For a city of commuters, New York City still loves its cars. Over 18,000 racing fans turned out for the sold-out weekend of the first-ever NYC ePrix, the all-electric racing series put on by Formula E.
Instead of a Formula 1 race, which is like standing inside a very angry hive of bees, these cars sounded more like the futuristic whine of a ship from “Star Wars” as they sped around the Brooklyn Cruise Terminal in Red Hook. Let that sink in — they built an international-level race track on the Brooklyn waterfront. How cool is that?
Among the crowd were Tim and Lourdes, who took time off work in Ohio to see their first ePrix. “She follows NASCAR, I follow Formula 1. We just love fast vehicles,” says Tim A TK OR TK YEARS OLD. “It’s pretty cool because we went to NASCAR last weekend, we really like Formula 1, so it’s cool to hear cars that don’t make a lot of noise.”
The Ohio couple weren’t the only ones who came a long way for the event. Celebrities who stopped by to check out the cars and tech included electric car enthusiast Leonardo DiCaprio, DS Virgin Racing CEO Richard Branson, whose driver Sam Bird won Sunday’s race, and Thor himself Chris Hemsworth.
The field of 20 Formula E cars represents the cutting edge of electronic technology, which still has its limits. The ePrix, which began in 2013, takes only about an hour to race because that’s how long the cars’ batteries last, and top speeds reach only about 140mph versus the 200+ of Formula 1 cars.
That, however, will be changing soon. According to a mechanic in the ePrix paddock, Formula E cars can actually reach similar speeds to F1 but are limited to about 155mph given the narrowness of the track and shorter straightaways. But the next time the race returns to NYC, he hints, we may be in for a much faster contest.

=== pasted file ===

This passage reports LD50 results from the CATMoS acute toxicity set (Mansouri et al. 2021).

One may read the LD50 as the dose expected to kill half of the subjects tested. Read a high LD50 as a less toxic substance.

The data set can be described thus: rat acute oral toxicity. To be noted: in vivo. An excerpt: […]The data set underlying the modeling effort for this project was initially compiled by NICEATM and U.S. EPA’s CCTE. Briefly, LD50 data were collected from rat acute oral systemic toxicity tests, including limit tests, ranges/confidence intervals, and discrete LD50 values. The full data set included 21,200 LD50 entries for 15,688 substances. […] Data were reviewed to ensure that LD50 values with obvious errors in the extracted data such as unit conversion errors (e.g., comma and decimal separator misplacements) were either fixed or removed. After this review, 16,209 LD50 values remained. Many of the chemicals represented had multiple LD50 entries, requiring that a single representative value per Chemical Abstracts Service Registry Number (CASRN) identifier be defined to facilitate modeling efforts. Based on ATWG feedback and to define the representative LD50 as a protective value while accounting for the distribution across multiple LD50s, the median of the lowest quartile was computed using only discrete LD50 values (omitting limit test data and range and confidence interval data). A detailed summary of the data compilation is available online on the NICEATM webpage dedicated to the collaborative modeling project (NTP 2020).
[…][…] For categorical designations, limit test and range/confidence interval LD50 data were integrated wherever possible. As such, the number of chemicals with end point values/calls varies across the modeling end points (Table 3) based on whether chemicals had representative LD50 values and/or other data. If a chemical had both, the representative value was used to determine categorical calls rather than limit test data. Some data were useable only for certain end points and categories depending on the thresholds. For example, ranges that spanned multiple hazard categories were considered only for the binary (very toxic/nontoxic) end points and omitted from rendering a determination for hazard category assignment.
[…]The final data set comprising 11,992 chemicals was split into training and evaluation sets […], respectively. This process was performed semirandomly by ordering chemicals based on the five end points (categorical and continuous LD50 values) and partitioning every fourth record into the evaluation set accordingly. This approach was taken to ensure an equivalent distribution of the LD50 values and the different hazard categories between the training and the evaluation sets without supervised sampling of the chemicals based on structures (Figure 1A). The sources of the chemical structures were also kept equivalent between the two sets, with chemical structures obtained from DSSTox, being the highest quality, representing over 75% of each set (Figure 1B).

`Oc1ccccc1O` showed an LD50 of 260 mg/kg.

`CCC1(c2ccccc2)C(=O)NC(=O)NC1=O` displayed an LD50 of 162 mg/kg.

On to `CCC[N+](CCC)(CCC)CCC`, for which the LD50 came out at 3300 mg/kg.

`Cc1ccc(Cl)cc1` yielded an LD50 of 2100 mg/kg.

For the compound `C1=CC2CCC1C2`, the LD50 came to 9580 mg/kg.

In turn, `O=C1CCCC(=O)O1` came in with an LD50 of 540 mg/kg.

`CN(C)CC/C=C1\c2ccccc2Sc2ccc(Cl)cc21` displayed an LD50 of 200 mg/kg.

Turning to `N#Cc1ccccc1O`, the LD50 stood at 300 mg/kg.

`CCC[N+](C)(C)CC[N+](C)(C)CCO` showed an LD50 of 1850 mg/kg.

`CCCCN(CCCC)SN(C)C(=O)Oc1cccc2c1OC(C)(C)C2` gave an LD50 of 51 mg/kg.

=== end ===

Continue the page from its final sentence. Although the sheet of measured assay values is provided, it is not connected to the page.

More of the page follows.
Alas, last weekend’s event doesn’t mean NYC has a new permanent racetrack. Formula E designs its courses to fit within existing streets and parking lots within city limits to promote public transit, and they’re disassembled once the event is finished. But improvements like new pavement are just part of the revival happening in Red Hook.
Bill Burkard grew up in the Brooklyn borough and drove two hours from Long Island for the race. Walking around the Allianz eVillage fan area, he seemed stunned beyond the day’s festivities. “When I was growing up, this was a notorious neighborhood,” he recalls. “They had an article in Life magazine that called Red Hook the crack capital of the United States. And now look.”
Has the event made him a racing fan? “Who can’t be after this?”